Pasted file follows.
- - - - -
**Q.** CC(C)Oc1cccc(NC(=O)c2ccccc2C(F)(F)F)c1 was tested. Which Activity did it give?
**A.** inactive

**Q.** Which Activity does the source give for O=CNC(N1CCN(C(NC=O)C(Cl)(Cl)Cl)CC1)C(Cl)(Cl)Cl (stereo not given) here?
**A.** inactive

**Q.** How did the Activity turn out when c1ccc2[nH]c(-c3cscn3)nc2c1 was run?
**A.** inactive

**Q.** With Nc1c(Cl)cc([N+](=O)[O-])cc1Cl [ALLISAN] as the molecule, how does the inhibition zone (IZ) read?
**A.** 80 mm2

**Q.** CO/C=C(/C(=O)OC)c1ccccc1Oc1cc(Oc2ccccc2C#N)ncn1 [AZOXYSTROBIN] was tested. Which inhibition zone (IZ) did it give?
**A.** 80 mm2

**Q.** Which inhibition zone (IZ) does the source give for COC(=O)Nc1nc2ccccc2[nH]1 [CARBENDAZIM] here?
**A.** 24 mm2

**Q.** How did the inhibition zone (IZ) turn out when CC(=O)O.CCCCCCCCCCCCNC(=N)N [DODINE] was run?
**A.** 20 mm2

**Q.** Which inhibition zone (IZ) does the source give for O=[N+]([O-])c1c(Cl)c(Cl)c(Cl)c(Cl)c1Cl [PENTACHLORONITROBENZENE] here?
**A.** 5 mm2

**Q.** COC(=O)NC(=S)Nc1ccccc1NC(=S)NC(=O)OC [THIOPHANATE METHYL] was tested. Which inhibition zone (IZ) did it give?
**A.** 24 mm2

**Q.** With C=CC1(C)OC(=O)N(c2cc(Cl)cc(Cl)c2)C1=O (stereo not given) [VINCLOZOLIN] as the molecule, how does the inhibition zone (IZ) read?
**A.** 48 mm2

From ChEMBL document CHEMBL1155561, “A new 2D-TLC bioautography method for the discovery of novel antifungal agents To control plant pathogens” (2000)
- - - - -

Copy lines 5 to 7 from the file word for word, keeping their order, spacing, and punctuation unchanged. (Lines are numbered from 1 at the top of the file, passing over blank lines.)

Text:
**Q.** How did the Activity turn out when c1ccc2[nH]c(-c3cscn3)nc2c1 was run?
**A.** inactive

**Q.** With Nc1c(Cl)cc([N+](=O)[O-])cc1Cl [ALLISAN] as the molecule, how does the inhibition zone (IZ) read?